UK Channel 4 bought a painting of Hitler. A studio audience will vote for destruction


Written by the author Christian Edwards, CNNLondon

British broadcaster Channel 4 has come under fire for plans for a new show that will allow him to decide whether to destroy a painting of Adolf Hitler.
The channel bought works by a number of “problematic” artists, including, according to UK media, Pablo Picasso, convicted pederast Rolf Harris and sex offender Eric Gill.

Jimmy Carr, the show’s host, will lead a discussion on whether a work of art can ever be separated from its creator. At the end, the audience will vote on whether Carr should destroy the work.

If viewers decide to destroy the Hitler painting, it will be shredded, a Channel 4 spokesperson told CNN.

“Jimmy Carr Destroys Art” will be shown on October 24th. Credit: Rob Parfitt/Channel 4

Other works of art in the exhibition, however, “may be burnt by a flamethrower”, the spokesman said.

But the announced plans for the film “Jimmy Carr Destroys Art” — due to air on October 24 — have drawn fierce criticism.

The Holocaust Memorial Day Trust accused the show of “making Hitler the subject of light entertainment”.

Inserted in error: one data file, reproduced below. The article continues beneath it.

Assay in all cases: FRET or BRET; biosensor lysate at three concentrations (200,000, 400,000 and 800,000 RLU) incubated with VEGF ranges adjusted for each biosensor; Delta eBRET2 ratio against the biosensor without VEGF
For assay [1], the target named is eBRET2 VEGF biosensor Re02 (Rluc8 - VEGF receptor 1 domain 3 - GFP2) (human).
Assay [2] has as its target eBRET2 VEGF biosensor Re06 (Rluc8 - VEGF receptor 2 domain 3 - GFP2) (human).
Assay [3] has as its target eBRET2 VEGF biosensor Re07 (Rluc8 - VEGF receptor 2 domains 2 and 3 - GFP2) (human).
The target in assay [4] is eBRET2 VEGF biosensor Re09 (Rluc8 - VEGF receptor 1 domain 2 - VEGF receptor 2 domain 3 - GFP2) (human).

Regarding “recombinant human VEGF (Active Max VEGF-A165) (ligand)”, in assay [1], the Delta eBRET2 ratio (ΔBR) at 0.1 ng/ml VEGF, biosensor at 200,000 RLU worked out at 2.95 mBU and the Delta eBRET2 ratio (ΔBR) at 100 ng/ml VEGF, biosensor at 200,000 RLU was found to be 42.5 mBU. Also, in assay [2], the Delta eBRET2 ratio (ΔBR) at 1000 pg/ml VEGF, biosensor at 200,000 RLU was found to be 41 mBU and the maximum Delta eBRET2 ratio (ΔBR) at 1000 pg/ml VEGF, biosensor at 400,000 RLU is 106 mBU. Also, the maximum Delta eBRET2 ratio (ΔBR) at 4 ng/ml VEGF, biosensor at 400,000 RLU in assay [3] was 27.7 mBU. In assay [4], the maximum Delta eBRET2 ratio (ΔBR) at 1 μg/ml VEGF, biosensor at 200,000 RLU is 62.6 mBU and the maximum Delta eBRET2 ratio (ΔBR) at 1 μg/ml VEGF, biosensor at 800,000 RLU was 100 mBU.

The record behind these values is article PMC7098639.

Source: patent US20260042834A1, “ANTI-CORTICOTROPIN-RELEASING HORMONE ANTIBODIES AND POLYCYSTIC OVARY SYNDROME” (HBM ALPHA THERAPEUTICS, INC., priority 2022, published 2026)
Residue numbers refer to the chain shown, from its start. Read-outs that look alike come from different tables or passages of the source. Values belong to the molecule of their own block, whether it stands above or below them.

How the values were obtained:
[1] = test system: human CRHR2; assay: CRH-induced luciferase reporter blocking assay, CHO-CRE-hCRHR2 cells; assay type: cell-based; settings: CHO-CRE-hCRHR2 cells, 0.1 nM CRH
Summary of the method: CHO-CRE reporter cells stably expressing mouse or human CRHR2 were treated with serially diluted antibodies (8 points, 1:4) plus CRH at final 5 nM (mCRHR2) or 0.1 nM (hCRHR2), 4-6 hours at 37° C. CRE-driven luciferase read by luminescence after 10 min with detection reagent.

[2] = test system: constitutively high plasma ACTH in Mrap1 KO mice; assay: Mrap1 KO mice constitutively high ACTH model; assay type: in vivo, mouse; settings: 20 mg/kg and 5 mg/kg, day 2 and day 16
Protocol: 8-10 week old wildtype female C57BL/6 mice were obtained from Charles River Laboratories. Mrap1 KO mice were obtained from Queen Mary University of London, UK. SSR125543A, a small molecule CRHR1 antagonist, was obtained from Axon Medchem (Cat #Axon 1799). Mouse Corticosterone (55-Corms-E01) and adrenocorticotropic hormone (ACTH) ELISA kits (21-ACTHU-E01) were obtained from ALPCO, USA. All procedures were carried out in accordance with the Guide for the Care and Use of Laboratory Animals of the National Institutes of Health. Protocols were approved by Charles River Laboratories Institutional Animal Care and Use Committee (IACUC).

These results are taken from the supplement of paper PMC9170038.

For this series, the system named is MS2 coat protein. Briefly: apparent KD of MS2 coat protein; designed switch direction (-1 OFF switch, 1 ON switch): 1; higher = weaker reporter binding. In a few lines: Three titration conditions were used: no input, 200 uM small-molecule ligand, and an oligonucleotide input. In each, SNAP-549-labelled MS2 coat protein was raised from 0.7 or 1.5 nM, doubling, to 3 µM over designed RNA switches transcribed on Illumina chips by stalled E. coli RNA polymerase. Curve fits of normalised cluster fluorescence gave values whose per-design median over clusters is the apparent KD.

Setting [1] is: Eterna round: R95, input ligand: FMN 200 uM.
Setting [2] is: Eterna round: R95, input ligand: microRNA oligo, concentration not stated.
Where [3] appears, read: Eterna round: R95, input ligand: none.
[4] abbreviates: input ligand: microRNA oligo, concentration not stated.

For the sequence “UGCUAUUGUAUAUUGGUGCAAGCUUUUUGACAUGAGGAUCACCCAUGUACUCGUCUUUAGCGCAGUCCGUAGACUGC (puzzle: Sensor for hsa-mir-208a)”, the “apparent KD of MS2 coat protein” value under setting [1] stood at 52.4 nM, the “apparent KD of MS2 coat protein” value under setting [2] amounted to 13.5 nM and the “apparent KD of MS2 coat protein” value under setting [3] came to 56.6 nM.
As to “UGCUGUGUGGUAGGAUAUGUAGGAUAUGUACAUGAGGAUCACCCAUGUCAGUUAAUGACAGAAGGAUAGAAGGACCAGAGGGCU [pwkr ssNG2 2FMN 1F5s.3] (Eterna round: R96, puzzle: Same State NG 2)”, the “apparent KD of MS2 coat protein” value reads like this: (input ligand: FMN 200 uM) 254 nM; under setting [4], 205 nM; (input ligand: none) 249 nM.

“There is nothing funny or funny about Hitler or the murder of 6 million Jews, and the persecution of millions more,” the trust’s chief executive, Olivia Marks-Woldman, said in a statement to CNN.

“This is deeply inappropriate, and at a time of increasing distortion of the Holocaust, it is dangerously trivialized,” he said.

In a statement to CNN, Channel 4 defended the show as a “thoughtful and nuanced exploration of the limits of free artistic expression and whether the work of morally reprehensible artists is still worth seeing.”

A Channel 4 spokeswoman said the show “speaks directly to the current debate around cancellation culture and is in the long tradition of Channel 4 programming”.

The state-owned but commercially funded channel was created 40 years ago to give UK viewers an honest alternative to the two main channels, the BBC and ITV.

In a vision statement on his website, he says his aim is to “test boundaries and challenge conventions”, but Marks-Woldman said this “cannot excuse the trivialisation of the horrors of Nazism”.

“It’s important to ask how far art can be connected to its creators, but this program is just a mistake for shock value,” he said.

The choice of Carr as host has also been controversial. Earlier this year, he was convicted of making a joke about gypsies who died in the Holocaust.

“The choice of Jimmy Carr to tackle this episode is deliberately provocative and fiery, given the history of the Nazis and their collaborators using the killing of Gypsies and Sinti to comic advantage,” Marks-Woldman said.

CNN has reached out to Jimmy Carr’s representatives for comment.